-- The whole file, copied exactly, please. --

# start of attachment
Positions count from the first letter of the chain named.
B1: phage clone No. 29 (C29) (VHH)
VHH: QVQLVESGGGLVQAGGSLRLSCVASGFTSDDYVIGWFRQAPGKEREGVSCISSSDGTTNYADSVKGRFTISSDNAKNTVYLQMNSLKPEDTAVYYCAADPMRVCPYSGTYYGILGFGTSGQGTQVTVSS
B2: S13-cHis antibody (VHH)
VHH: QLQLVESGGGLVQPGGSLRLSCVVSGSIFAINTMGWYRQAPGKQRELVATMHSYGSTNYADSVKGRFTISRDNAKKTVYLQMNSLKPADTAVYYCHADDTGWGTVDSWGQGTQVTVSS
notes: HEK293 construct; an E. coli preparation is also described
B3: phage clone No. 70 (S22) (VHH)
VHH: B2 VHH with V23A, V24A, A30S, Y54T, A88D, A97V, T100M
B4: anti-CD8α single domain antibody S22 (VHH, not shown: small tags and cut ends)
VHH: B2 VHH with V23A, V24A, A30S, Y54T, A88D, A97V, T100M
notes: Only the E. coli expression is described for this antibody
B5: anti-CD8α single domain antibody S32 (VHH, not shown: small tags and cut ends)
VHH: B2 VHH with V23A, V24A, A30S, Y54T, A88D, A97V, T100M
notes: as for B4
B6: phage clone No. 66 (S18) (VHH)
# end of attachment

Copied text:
Positions count from the first letter of the chain named.
B1: phage clone No. 29 (C29) (VHH)
VHH: QVQLVESGGGLVQAGGSLRLSCVASGFTSDDYVIGWFRQAPGKEREGVSCISSSDGTTNYADSVKGRFTISSDNAKNTVYLQMNSLKPEDTAVYYCAADPMRVCPYSGTYYGILGFGTSGQGTQVTVSS
B2: S13-cHis antibody (VHH)
VHH: QLQLVESGGGLVQPGGSLRLSCVVSGSIFAINTMGWYRQAPGKQRELVATMHSYGSTNYADSVKGRFTISRDNAKKTVYLQMNSLKPADTAVYYCHADDTGWGTVDSWGQGTQVTVSS
notes: HEK293 construct; an E. coli preparation is also described
B3: phage clone No. 70 (S22) (VHH)
VHH: B2 VHH with V23A, V24A, A30S, Y54T, A88D, A97V, T100M
B4: anti-CD8α single domain antibody S22 (VHH, not shown: small tags and cut ends)
VHH: B2 VHH with V23A, V24A, A30S, Y54T, A88D, A97V, T100M
notes: Only the E. coli expression is described for this antibody
B5: anti-CD8α single domain antibody S32 (VHH, not shown: small tags and cut ends)
VHH: B2 VHH with V23A, V24A, A30S, Y54T, A88D, A97V, T100M
notes: as for B4
B6: phage clone No. 66 (S18) (VHH)